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I have the following input:

2
2 5
4 6
1
1 1

where each first number encodes the number of cases to follow. This is pretty common in the ACM problems. I've tried successfully to do it using fgets and then sscanf (I always end up doing this anyway :(, but out of curiosity, is there a way to just use scanf? Where does the file pointer end up if I do something like

scanf("%d",&x)
for (f=0;f<x;f++) {
  scanf("%d %d", &a, &b);
}

Would that work, is there a better way using just scanf?

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Yes, that works if the input is well-formed. – Daniel Fischer Apr 30 '13 at 0:54
    
@DanielFischer: This is usuall all within a while(1) loop or something of the sort, how do I test for EOF with the first scanf? – Dervin Thunk Apr 30 '13 at 0:56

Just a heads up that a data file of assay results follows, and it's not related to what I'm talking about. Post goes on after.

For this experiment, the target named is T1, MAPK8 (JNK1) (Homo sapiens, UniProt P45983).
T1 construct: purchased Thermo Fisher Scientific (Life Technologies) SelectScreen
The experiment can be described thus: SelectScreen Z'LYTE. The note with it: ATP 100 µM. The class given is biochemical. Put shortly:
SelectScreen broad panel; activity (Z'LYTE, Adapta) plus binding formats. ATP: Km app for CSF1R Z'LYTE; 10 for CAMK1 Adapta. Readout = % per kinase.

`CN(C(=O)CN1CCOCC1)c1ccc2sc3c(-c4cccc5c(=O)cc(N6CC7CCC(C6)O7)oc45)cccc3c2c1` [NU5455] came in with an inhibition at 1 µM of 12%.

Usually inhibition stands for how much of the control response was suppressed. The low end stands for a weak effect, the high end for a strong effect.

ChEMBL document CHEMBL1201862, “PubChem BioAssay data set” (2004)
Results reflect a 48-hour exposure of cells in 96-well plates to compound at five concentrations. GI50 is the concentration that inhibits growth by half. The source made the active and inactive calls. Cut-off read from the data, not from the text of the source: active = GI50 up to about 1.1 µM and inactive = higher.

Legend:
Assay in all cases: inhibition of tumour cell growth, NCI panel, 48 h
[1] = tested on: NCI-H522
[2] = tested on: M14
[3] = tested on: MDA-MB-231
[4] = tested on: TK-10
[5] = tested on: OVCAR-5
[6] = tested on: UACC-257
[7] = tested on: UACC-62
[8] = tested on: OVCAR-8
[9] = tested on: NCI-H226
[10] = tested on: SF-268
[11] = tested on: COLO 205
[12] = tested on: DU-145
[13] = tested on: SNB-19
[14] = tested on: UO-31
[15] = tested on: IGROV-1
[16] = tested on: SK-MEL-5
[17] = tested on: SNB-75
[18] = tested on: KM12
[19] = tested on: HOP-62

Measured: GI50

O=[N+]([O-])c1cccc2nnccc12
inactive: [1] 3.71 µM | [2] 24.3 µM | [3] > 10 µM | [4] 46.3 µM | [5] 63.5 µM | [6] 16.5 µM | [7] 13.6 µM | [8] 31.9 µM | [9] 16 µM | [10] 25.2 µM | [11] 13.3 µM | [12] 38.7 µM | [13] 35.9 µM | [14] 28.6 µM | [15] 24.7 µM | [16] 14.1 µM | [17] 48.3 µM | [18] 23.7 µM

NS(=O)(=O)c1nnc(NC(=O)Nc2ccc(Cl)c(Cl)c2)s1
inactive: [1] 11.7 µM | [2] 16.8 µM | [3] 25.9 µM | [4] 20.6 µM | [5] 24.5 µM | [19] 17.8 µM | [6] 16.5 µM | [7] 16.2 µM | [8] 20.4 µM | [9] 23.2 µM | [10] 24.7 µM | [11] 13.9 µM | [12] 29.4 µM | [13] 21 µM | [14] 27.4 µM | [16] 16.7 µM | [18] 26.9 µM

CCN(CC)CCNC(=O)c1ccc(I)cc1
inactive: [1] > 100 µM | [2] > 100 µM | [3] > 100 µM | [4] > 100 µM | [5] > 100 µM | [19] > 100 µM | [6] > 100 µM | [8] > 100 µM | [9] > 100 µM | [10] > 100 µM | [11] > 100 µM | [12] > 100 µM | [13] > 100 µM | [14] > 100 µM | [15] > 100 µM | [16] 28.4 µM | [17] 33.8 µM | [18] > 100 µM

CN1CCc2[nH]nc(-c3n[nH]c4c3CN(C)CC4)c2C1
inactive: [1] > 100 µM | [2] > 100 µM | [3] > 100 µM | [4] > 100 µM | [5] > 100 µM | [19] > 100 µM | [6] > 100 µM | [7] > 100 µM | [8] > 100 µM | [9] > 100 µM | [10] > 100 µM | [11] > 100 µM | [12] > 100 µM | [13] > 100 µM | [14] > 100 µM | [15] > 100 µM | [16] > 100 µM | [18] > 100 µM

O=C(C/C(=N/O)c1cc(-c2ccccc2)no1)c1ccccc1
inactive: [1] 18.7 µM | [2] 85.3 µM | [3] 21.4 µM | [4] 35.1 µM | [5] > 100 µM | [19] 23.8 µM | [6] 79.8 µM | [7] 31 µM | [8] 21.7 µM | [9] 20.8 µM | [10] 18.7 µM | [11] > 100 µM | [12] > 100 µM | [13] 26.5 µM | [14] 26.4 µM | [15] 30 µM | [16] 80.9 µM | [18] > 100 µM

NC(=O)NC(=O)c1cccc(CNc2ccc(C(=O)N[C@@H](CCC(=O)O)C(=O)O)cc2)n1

Meh, I think I got it... this while(scanf("%d", &cases)==1) would work, I think... no? – Dervin Thunk Apr 30 '13 at 1:00
up vote 2 down vote accepted

If the input is well-formed - as you can expect for online judges - the pattern you have works.

For the example input and loop, the input up to and including the '6' would be consumed, leaving the newline after that to be skipped by the next scanf call.

This is usuall all within a while(1) loop or something of the sort, how do I test for EOF with the first scanf?

If you don't have a count of testcases and need to detect the end of input yourself, use the return value of scanf,

while(scanf("%d", &x) == 1) {
    for(f = 0; f < x; ++f) {
        scanf("%d%d", &a, &b);
        /* do something clever */
    }
 }

When the conversion fails, you have reached the end of input, the input was malformed, or the input stream was corrupted. In none of these cases can you recover.

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